A Community Approach to Caring for Creation

When Pope Francis talks about care for creation, he almost always pairs it with conversations of unity amongst humanity. In his 2015 encyclical, Laudato Si’, he makes strong statements about the necessity of Christians, theists, and all humans working together to care for our common home. Furthermore, since the encyclical’s release, Pope Francis has consistently modeled how creation care provides a common-ground initiative on which people of faith can and must collaborate.

In the fall of 2015, a few months after Laudato Si’s release, the Catholic Church officially joined the Orthodox Church and other Christian denominations in their tradition of a World Day of Prayer for the Care of Creation on September 1st, with a Season of Creation that extends from that day until the feast day of the patron of ecology, St. Francis of Assisi, on October 4th. This year, Pope Francis and the Ecumenical Patriarch Bartholomew issued the first ever joint message on the World Day of Prayer for Creation.

The collaboration that Pope Francis and Ecumenical Patriarch Bartholomew call for reaches beyond faith communities to include social, economic, political, and cultural spheres. “The urgent call and challenge to care for creation are an invitation for all of humanity to work towards sustainable and integral development,” say the faith leaders. “We are convinced that there can be no sincere and enduring resolution to the challenge of the ecological crisis and climate change unless the response is concerted and collective, unless the responsibility is shared and accountable, unless we give priority to solidarity and service.”

During 2017, Bishop Christopher Coyne of the Diocese of Burlington invited the faithful of Vermont to celebrate a Year of Creation, an intentional, heightened focus on embracing the message of Laudato Si’. The initiative began with the convening of an interfaith and professionally diverse Year of Creation committee that would meet monthly to discuss, plan, and reflect upon events that would be welcoming and encouraging to all. Through these events and initiatives, the Diocese of Burlington collaborated with other community groups that are working toward a common goal of sustainability.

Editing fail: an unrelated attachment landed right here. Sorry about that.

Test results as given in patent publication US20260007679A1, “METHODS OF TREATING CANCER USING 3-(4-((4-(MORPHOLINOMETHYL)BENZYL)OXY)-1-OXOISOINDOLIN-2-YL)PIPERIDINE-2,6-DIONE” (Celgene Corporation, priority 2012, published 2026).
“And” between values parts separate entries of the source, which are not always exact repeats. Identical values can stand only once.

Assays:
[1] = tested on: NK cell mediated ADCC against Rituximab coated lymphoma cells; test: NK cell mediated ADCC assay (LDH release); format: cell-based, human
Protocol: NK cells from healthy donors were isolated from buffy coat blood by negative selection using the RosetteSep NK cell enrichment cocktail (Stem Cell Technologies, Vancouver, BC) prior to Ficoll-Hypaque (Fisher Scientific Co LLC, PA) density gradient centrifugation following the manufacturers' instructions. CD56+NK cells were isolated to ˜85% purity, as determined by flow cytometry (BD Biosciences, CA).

As we move forward from this year’s Season of Creation, consider ways that your church can engage with the local community in caring for the earth and all who call it home. Here are a few ideas of ways to get started:

1. Form a relationship with a public purpose energy service company.

The Diocese of Burlington works with Commons Energy to bring affordable energy efficiency audits and projects to diocesan buildings.

2. Connect with local faith and ecology organizations and affiliates.

Vermont Catholic communities are encouraged to apply for a matching grant from Vermont Interfaith Power and Light’s Katy Gerke Memorial Program to help fund energy efficiency audits and projects.

3. Learn from your solid waste management district.

The Chittenden Solid Waste District taught Vermont diocesan staff about what happens to something after it’s thrown in the trash and how properly disposing of materials saves time, money, resources, and the planet! Staff learned how to properly use the new compost bins around the office and the importance of reaching for re-useable options (metal silverware, ceramic coffee mugs, etc.), rather than disposable ones, to counteract “throwaway culture.”

4. Eat locally.

Local restaurants and bakeries supported the Diocese of Burlington’s efforts to highlight the impact that dietary choices have on the state of creation. By serving and promoting a combination of meat-free, dairy-free, locally-sourced, and organic options during presentations on the history of fasting in the Catholic faith and fasting for justice, the Church was able to support choosing local restaurants, bakeries, and farms as well.

Stephanie Clary is Manager of Mission Outreach and Communication at the Roman Catholic Diocese of Burlington.


Going Deeper!

See our WeAreSaltAndLight.org feature story on the Diocese of Burlington’s Year of Creation. Use this handout to celebrate the Season of Creation, which continues through October 4.

 

6 Ways You Can Celebrate the Season of Creation